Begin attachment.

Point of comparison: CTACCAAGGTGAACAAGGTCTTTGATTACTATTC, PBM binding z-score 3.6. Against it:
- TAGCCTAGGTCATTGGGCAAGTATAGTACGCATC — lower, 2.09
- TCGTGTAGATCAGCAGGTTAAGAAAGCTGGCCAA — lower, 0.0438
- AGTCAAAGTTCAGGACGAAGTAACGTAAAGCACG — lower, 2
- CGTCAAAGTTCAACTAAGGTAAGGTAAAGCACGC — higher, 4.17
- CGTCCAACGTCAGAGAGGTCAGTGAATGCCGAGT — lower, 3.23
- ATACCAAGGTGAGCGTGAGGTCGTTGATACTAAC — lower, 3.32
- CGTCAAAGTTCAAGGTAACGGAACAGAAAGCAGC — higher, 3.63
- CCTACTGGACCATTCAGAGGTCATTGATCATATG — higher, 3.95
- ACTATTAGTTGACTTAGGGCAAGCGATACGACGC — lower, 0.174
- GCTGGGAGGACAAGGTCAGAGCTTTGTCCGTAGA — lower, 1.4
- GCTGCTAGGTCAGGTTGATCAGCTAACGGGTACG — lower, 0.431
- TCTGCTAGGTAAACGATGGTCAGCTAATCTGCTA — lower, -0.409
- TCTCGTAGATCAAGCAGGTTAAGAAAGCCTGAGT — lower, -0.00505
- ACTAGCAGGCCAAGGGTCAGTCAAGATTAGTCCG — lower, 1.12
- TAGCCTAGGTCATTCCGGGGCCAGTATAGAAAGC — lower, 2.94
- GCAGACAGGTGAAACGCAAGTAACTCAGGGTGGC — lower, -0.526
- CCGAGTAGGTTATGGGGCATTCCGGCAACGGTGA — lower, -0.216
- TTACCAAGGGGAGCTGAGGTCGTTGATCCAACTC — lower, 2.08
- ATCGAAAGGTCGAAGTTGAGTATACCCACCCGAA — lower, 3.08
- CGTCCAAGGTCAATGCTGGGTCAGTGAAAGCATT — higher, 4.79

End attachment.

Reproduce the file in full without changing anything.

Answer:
Point of comparison: CTACCAAGGTGAACAAGGTCTTTGATTACTATTC, PBM binding z-score 3.6. Against it:
- TAGCCTAGGTCATTGGGCAAGTATAGTACGCATC — lower, 2.09
- TCGTGTAGATCAGCAGGTTAAGAAAGCTGGCCAA — lower, 0.0438
- AGTCAAAGTTCAGGACGAAGTAACGTAAAGCACG — lower, 2
- CGTCAAAGTTCAACTAAGGTAAGGTAAAGCACGC — higher, 4.17
- CGTCCAACGTCAGAGAGGTCAGTGAATGCCGAGT — lower, 3.23
- ATACCAAGGTGAGCGTGAGGTCGTTGATACTAAC — lower, 3.32
- CGTCAAAGTTCAAGGTAACGGAACAGAAAGCAGC — higher, 3.63
- CCTACTGGACCATTCAGAGGTCATTGATCATATG — higher, 3.95
- ACTATTAGTTGACTTAGGGCAAGCGATACGACGC — lower, 0.174
- GCTGGGAGGACAAGGTCAGAGCTTTGTCCGTAGA — lower, 1.4
- GCTGCTAGGTCAGGTTGATCAGCTAACGGGTACG — lower, 0.431
- TCTGCTAGGTAAACGATGGTCAGCTAATCTGCTA — lower, -0.409
- TCTCGTAGATCAAGCAGGTTAAGAAAGCCTGAGT — lower, -0.00505
- ACTAGCAGGCCAAGGGTCAGTCAAGATTAGTCCG — lower, 1.12
- TAGCCTAGGTCATTCCGGGGCCAGTATAGAAAGC — lower, 2.94
- GCAGACAGGTGAAACGCAAGTAACTCAGGGTGGC — lower, -0.526
- CCGAGTAGGTTATGGGGCATTCCGGCAACGGTGA — lower, -0.216
- TTACCAAGGGGAGCTGAGGTCGTTGATCCAACTC — lower, 2.08
- ATCGAAAGGTCGAAGTTGAGTATACCCACCCGAA — lower, 3.08
- CGTCCAAGGTCAATGCTGGGTCAGTGAAAGCATT — higher, 4.79